n. Philanthropy that uses the principles, models, and techniques of capitalism.
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Though leading philanthrocapitalists are giving away unprecedented amounts of money — Bill Gates and Warren Buffett are together handing out about $3.5 billion a year through the Bill & Melinda Gates Foundation — they are quick to recognize that even those sums are dwarfed by government and big business budgets. (The New York City schools budget is about $17 billion a year, by comparison.) To make a real difference, philanthropists have to find ways to use their money that have an outsize impact, typically by using donations to change how others spend their money.
—Matthew Bishop, “A Tarnished Capitalism Still Serves Philanthropy,” The New York Times, November 11, 2008
Much of the strength of the philanthrocapitalism movement lies in the effort to remodel the philanthropic paradigm, and to offer a new vocabulary, a new mind-set, and new mechanisms for approaching traditional work. Reform of the philanthropic sector was, no doubt, long overdue. But the risk of advocating philanthrocapitalism without skepticism is that the movement could devolve into something like Tom Lehrer's old joke about the new math: that it could become more important to "understand what you're doing rather than to get the right answer."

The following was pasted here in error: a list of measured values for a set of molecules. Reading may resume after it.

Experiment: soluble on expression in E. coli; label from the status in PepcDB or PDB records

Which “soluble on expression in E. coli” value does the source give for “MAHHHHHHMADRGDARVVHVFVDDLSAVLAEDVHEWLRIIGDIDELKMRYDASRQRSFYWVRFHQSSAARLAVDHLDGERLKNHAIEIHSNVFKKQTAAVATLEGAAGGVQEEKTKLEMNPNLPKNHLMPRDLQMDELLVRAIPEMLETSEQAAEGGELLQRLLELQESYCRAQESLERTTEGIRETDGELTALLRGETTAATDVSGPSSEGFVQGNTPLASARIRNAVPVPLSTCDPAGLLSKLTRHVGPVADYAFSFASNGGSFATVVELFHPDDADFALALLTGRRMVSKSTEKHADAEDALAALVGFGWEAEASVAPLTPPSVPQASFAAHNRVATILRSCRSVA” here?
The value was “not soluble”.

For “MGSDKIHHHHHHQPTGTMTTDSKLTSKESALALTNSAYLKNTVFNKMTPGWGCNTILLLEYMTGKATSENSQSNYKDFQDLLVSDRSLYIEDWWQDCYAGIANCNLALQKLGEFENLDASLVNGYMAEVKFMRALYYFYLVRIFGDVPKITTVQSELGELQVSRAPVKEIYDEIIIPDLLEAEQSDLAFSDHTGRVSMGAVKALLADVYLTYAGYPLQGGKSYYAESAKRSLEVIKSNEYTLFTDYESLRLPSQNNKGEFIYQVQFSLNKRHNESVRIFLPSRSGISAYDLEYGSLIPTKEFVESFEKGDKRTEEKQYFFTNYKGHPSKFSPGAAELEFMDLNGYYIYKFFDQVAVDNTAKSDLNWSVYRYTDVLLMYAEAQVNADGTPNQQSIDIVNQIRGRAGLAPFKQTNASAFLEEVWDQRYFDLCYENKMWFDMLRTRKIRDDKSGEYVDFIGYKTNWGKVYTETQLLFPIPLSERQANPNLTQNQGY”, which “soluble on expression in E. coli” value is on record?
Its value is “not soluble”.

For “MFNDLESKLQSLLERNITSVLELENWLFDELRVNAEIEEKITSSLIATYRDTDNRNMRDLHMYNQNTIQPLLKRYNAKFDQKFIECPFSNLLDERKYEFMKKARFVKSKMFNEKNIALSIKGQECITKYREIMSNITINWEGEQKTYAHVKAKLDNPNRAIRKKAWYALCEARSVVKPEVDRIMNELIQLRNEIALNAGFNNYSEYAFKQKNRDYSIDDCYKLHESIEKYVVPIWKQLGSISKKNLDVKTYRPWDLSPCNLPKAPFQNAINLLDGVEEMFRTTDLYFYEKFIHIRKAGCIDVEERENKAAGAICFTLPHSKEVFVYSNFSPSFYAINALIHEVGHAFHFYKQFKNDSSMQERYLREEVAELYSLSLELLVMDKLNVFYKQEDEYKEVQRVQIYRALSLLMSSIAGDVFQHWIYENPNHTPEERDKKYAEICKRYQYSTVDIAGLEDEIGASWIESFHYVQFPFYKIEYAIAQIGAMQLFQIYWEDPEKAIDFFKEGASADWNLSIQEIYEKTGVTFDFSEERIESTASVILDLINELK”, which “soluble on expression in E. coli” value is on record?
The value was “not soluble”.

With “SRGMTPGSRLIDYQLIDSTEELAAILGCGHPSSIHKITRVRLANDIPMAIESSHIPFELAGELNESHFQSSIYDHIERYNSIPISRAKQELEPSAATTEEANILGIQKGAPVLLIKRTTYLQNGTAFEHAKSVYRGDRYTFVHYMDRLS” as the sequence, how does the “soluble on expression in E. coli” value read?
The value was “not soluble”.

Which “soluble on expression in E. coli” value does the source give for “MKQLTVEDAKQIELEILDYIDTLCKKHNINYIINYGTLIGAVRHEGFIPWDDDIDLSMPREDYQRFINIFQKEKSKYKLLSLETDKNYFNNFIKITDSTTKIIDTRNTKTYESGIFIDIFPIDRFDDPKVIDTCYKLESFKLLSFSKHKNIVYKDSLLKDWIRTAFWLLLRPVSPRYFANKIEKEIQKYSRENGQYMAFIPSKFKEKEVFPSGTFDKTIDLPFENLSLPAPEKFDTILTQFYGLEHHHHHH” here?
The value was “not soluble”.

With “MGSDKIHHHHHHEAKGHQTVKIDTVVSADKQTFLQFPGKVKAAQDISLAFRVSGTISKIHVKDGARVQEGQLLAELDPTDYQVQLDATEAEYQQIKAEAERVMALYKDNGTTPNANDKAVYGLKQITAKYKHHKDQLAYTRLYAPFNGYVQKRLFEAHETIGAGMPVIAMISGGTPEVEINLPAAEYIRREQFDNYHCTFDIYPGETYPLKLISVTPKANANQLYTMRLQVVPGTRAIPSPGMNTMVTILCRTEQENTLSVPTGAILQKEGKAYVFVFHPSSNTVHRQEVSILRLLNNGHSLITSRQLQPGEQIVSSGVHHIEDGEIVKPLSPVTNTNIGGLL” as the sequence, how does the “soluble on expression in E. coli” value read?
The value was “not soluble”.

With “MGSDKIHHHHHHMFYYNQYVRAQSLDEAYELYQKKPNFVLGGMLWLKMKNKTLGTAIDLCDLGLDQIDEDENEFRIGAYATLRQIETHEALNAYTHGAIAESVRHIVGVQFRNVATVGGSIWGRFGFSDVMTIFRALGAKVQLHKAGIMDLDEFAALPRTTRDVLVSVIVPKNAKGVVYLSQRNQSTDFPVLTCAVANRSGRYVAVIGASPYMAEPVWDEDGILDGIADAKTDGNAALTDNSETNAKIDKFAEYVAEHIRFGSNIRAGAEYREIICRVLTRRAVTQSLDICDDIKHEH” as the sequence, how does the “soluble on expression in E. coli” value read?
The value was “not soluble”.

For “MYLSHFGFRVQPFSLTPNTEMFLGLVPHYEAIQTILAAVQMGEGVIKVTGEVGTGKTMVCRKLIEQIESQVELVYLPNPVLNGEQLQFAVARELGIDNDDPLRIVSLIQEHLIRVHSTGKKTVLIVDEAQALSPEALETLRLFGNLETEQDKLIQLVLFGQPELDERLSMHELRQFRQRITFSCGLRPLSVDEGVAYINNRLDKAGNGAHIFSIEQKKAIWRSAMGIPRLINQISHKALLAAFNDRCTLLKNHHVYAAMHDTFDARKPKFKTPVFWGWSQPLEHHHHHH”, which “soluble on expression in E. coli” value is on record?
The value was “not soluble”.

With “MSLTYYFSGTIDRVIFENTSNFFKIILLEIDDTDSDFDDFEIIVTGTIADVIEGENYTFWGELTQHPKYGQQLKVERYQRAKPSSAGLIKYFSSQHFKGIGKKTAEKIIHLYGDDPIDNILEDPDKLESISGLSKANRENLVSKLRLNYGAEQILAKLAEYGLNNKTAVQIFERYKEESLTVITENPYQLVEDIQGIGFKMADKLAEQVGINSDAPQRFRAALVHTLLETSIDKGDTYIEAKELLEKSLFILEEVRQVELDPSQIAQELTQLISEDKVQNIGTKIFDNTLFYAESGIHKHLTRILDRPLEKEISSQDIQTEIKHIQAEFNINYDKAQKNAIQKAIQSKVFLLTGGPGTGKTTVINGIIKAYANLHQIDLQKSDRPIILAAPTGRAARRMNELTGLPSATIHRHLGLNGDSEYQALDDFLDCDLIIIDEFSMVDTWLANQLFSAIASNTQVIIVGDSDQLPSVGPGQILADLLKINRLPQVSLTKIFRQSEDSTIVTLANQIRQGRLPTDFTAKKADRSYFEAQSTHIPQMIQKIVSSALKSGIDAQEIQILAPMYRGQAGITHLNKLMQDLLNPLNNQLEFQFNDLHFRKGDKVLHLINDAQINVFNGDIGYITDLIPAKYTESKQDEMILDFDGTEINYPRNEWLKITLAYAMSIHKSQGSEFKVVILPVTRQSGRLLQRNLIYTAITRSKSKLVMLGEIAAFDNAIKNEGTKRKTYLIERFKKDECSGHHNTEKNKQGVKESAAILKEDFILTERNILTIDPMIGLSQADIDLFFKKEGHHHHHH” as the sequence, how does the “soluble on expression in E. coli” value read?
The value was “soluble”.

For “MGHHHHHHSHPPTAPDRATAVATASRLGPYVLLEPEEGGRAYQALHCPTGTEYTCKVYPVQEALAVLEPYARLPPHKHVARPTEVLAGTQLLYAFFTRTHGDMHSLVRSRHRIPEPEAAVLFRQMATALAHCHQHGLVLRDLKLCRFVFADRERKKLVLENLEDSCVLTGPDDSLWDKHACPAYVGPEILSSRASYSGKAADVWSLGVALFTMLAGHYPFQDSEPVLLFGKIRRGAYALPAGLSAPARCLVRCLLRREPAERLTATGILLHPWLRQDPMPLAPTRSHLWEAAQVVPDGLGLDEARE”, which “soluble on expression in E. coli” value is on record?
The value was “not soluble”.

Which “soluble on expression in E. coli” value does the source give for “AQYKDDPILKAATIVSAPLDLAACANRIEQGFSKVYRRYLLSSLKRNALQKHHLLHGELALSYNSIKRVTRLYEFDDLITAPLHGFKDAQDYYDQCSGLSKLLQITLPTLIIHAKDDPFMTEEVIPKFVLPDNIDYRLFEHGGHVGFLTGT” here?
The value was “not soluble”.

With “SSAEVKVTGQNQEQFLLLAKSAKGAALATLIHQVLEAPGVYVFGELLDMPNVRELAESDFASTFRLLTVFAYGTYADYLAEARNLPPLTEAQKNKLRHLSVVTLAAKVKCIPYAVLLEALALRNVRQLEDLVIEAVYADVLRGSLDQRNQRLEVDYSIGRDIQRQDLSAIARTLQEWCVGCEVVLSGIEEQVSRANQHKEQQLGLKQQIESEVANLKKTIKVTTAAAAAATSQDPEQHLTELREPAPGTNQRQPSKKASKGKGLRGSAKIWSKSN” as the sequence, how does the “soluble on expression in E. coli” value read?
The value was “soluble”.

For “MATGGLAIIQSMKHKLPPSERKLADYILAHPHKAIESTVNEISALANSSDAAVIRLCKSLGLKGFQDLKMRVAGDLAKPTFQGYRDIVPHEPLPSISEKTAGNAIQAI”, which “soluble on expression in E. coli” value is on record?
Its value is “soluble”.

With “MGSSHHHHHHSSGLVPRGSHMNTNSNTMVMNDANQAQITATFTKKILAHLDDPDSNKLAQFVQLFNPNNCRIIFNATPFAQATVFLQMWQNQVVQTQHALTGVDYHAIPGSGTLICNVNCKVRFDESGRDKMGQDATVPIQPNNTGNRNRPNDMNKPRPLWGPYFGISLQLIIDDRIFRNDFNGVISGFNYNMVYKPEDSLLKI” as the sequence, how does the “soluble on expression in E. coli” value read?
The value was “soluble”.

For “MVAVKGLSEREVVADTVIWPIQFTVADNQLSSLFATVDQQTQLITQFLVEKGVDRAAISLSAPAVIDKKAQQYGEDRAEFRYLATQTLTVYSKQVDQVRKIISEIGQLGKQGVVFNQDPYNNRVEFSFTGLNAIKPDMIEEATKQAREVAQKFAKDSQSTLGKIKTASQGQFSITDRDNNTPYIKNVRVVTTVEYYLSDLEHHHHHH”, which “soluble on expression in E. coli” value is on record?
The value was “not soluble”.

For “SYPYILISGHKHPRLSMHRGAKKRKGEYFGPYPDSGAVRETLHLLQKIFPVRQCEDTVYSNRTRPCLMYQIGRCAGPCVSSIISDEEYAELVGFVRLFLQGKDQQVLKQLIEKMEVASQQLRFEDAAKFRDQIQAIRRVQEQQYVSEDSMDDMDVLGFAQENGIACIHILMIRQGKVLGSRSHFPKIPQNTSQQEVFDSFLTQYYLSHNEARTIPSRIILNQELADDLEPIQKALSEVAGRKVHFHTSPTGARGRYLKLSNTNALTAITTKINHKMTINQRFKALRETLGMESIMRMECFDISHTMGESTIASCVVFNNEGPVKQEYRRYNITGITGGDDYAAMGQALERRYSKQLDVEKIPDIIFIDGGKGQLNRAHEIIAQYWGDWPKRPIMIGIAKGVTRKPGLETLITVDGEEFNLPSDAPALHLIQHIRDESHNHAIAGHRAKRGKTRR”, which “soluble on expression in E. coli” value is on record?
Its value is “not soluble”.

—Richard Tofel, “The New Face of Philanthropy,” The New York Sun, September 26, 2008
2006 (earliest)
The new philanthropists rightly insist on making their money go further, because in the past a lot of donors' cash has been wasted. One way of introducing more leverage is to adapt elements of the capital markets for use in this sector. Many innovative businesses have sprung up to provide some of the infrastructure of this new philanthrocapitalism.
—“Faith, hope and philanthropy,” The Economist, February 25, 2006